Kids keep a wish list and Twitter brings people together around specific topics.

These are the apps of the week.


In the past, the thick toy book from the local shops that fell on the mat every year was the way to make a wish list for Sinterklaas or your birthday.

Nowadays everything is done via smartphones and there is of course much more choice than that one local toy store.

Listi is a toy book in the form of an app with the offerings of several well-known online stores.

The idea is that children can look at toys to put on their list.

It is then possible to give each item on the list a star rating to indicate how much they like the toy.

As soon as the child is ready, the list can be sent via WhatsApp or e-mail, for example.

Parents are then offered a price comparator.

A maximum amount can be set in the app to keep the list realistic.

The makers hope that this will help children learn to deal with a budget.

Download Listi for Android or iOS (free).

Microsoft Start

When you think of Microsoft Start, you may first think of Windows' Start button, but it's also the name of the company's new news app that features articles from various news sources.

Microsoft Start works without registering, but only logging in gives you more options to personalize what you see.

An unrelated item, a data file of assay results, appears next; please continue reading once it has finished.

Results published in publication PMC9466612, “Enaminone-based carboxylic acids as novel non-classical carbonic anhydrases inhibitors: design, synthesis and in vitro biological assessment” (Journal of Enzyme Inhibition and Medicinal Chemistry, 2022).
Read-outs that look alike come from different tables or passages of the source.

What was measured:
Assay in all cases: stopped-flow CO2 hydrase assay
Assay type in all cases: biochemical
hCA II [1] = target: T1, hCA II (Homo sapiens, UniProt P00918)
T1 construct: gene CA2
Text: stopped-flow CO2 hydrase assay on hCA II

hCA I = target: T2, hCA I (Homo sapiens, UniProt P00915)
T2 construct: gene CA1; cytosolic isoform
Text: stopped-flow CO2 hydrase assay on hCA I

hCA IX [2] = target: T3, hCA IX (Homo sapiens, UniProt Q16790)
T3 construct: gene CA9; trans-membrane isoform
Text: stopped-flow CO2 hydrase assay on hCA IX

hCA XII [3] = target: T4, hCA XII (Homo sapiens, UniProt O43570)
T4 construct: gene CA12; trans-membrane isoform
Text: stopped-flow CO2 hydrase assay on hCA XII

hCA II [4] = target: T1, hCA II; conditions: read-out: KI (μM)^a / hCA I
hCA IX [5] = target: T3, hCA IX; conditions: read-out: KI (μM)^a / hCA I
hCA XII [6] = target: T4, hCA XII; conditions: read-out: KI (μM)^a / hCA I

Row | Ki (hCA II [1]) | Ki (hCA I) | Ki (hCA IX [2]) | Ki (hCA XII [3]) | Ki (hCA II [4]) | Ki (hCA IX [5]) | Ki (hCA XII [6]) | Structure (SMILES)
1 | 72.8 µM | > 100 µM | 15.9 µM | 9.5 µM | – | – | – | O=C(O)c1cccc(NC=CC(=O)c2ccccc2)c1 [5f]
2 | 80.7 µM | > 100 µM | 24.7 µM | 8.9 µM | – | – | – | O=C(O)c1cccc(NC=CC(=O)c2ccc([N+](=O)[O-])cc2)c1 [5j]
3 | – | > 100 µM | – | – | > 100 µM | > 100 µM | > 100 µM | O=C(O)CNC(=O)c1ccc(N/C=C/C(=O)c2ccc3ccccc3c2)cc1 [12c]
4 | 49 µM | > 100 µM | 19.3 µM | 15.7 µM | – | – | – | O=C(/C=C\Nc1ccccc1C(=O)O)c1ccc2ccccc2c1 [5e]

This way you can set news sources and interests yourself.

The app also learns what you find interesting via artificial intelligence.

That system helps you by indicating for each message whether you want to read more or less of those kinds of articles.

You will soon also find your personalized news feed as a widget in Windows 11. You can give every news item a like.

Just like with Facebook, for example, you get the choice to place a thumbs up, heart, crying face or angry face.

Download Microsoft Start for Android or iOS (free).


Sometimes you want to share something on Twitter, but you don't want to send it to all your followers.

Many users therefore choose to create a secret account with a select group of followers with whom they can share everything.

Twitter now offers an alternative to this with Twitter Communities.

The idea is that people in such a community come together around a certain topic.

If you join, you can send tweets to these people without bothering all your followers.

Only people in that same community can comment on your tweets.

Unlike protected private accounts, the communities are public.

This means that anyone who is interested in the subject can read along.

Moderators manage the communities by setting the rules and inviting people.

At the moment, the communities are still being tested on Twitter, so not everyone can use the feature yet.

In the coming period, more people will receive an invitation for the position.

Download Twitter for Android or iOS (free).

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